Let T be a linear transformation from R^r to R^s .
Determine whether or not T is onetoone in each of the following situations:
r=s
r>s
r<s
Explanation would be appreciated!!
2 Answers

There is a theorem that you are probably familiar with. The dimension of the range of T plus the dimension of the kernel of T is equal to r.
If r = s, then T may be onetoone. In this case, it will be onetoone if and only if it is onto. To know, you have to determine what the kernel is. If the kernel of T is {0}, then it is onetoone.
If r > s, I can not be onetoone. The largest the dimension of the image could be is s (in the case that T is onto). So the dimension of the kernel is at least r – s >0. This means that there are nonzero vectors that map to the zero in R^s. That is, there exist x nonzero in R^r such that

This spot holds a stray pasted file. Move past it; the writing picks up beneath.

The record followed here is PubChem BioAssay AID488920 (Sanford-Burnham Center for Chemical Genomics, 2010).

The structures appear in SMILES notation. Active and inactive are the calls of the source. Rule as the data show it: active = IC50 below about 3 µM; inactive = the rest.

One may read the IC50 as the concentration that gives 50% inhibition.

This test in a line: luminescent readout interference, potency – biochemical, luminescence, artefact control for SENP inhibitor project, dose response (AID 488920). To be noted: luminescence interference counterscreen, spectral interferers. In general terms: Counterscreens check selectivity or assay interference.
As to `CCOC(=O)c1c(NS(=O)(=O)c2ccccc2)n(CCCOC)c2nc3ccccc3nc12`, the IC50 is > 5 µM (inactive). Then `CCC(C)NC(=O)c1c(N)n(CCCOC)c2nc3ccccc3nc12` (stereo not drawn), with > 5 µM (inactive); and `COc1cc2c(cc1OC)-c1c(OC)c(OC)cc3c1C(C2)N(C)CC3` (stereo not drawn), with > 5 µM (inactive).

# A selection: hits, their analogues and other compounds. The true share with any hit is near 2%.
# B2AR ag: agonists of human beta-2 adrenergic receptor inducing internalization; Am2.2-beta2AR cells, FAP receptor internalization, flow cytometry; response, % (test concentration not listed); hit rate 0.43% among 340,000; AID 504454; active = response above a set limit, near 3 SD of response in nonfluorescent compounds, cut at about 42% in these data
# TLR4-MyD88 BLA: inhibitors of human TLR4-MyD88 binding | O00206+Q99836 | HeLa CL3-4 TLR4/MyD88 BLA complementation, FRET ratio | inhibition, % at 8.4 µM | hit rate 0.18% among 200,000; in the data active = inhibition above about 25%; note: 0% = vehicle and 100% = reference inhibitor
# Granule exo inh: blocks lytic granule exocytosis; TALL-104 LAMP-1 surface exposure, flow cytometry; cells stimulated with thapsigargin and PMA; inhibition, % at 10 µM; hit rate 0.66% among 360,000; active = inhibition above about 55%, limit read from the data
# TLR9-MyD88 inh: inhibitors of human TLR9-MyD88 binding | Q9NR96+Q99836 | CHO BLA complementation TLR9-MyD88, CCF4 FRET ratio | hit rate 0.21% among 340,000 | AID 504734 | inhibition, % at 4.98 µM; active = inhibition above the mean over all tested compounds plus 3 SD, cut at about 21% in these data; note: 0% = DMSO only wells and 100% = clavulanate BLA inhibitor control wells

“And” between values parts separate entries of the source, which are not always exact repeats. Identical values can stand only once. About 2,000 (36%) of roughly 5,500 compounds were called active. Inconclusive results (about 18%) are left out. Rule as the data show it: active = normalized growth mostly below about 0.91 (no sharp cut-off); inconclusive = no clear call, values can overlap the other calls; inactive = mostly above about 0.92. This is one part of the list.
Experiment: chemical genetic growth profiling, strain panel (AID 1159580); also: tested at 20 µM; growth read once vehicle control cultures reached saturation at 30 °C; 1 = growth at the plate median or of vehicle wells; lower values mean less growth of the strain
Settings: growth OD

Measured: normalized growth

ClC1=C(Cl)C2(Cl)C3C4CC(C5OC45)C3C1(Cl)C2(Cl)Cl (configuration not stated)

T(x) = T(0)….two inputsone output–not 1:1
If r < s, T may be onetoone. It can’t be onto.
In none of the three cases are we guaranteed that T is onetoone (take for example the transformatin T(x)=0 for all x which can be a linear transformation in all three cases.) But in the first and third, it is possible to have a 1:1 mapping.

Rather than work in the abstract, sometimes it helps to try a simpler problem to build your intuition.
So let r = 2 and s = 2.
If T is linear transformation from the plane to the plane, need it be 11? Nope Set T(x,y) = 0.
You can work out the others. But you may have missed something in the question.
Maybe the question was: Can T be 11? Still by looking as concrete examples you can see the general pattern.